upon humanity. Human sensibilities bad been
whittled down to their finest point, the social
consciousness was never more alert. We
vaunted the tendency toward universal peace as
the climax of our altruistic dreams. "One has
a vested right," says Mlsa Addams. "in the finer
sensibilities of the human race, which are to be
called opon for aid In the betterment of the
conditions under which we live. Then comes
along a thing like this war and makes its ap
peal to brutish instincts and we are thrown
Some may think Miss Addams too pessi
mistic. Others msy knowingly say we had idly
reckoned too far on the Influence of our ideals
f we forgot the existence of "brutish in
stinct" or that we were warned not to deceive
ourselves, while yet carrying on our splendid
social welfare work, as to the dawn of that bliss
ful day when nations shall war no more. But,
owever much we may wish that the very
horrors of this war shall accelerate the work of
war prevention, let us get the force of this
observation by Miss Addams:
When a million men are suffering in trenches wet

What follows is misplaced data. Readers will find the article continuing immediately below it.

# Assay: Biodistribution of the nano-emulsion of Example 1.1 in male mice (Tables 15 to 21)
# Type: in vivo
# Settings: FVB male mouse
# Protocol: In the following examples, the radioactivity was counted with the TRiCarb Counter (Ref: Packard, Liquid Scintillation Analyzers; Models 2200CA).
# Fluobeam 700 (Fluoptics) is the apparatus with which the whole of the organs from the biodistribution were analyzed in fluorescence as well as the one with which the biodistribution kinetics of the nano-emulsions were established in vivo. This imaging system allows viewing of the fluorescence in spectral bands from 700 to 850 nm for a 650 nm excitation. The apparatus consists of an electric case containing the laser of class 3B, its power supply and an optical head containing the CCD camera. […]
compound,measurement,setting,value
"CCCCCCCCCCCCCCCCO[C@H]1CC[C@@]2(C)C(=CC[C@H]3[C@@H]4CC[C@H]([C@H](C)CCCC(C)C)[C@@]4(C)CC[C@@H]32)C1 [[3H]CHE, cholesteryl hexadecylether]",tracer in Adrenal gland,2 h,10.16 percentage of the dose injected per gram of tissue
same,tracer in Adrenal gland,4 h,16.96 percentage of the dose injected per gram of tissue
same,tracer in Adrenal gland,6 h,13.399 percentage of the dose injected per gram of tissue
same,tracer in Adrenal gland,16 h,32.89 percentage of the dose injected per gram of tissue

nd cold and wounded, what are a few children suf
fering under hard condltlona In tha fartorlea? Take
old age pensions, upon which England, France and
Germany have been working. With widows and
fatherless children numbered by the thousands In
hose countries, what are a few old people, more or
? It will be years before thesa thlnga ara taken
p again. Tha whole social fabrlo la tortured and
Though new seal and determination may be
born out of this awful war, new obstacles to so
cial service are sure to come also. But,, of course,
MUa Addams Is not thinking that, because the
task will be larger, it must be abandoned, but
rather that it must enlist our more energetic
and unceasing efforts. '
William Allen White says Arthur Capper,
republican nominee for governor of Kansas, "la
not a man of bluster. And the Kansas City
Journal concludes that, therefore, "the 'bull
moose party was no place for him," though he
strayed into it once.
New York has subscribed nearly half of the
gold fund, while Chicago, which comes next
highest pro rata, puts in a little less than one-